Throw in the towel
This little expression of course derives from boxing. When a boxer is suffering a beating and his corner want to stop the fight they literally throw in the towel to indicate their conceding of the fight. This earliest citation that I have found of this is in the American newspaper The F ort Wayne Journal-Gazette, January 1913:
Murphy went after him, landing right and left undefended face. The crowd importuned referee Griffin to stop the fight and a towel was thrown from Burns' corner as a token of defeat.
It was very soon after that that the phrase began to be used in a figurative sense, to indicate giving up in non-boxing contexts; for example, in the Australian author Clarence James Dennis's WWI patriotic novel, The Moods of Ginger Mick, 1916:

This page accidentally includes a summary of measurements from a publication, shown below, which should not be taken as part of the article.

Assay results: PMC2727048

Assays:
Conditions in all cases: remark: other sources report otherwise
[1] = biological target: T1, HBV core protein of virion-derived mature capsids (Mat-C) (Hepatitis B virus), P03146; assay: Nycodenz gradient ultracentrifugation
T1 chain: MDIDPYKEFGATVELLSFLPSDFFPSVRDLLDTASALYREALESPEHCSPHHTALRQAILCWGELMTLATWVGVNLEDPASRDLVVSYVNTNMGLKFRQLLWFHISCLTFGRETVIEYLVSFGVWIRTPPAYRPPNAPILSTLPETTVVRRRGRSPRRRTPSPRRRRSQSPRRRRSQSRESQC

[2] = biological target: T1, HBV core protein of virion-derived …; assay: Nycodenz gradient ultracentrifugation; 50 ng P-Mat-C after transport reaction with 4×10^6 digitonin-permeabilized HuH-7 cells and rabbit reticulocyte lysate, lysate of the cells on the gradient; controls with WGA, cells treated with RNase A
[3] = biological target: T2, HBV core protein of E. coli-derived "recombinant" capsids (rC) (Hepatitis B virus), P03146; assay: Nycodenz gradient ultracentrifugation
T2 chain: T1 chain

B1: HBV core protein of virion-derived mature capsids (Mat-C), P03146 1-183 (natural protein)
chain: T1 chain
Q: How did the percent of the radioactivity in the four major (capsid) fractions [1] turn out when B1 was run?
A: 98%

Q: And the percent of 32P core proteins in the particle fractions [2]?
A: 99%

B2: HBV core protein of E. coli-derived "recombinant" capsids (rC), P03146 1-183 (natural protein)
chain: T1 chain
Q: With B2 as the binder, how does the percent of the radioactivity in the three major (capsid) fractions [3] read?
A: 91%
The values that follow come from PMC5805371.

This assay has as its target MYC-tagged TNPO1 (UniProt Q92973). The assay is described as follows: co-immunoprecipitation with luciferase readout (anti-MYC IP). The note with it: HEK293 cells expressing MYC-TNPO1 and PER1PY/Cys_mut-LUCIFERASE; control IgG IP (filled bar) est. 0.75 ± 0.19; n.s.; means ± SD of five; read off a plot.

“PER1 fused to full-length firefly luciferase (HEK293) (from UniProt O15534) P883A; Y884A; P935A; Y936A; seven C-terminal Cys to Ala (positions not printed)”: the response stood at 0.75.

No matter wot 'e done. It's jist a thing
I knoo 'e'd do if once 'e got the show.
An' it would never please 'im fer to sling
Tall tork at 'im jist cos 'e acted so.
"Don't make a song uv it!" I 'ear 'im growl,
"I've done me limit, an' tossed in the tow'l."
Throwing in the towel was preceded by throwing in the sponge. Sponges were a common ringside accessory as early as the 18th century. Throwing in the sponge was then the preferred method of conceding defeat. This is recorded in the mid-19th century, in The Slang Dictionary, 1860:
'To throw up the sponge,' to submit, give over the struggle, - from the practice of throwing up the sponge used to cleanse the combatants' faces, at a prize~fight, as a signal that the 'mill' is concluded.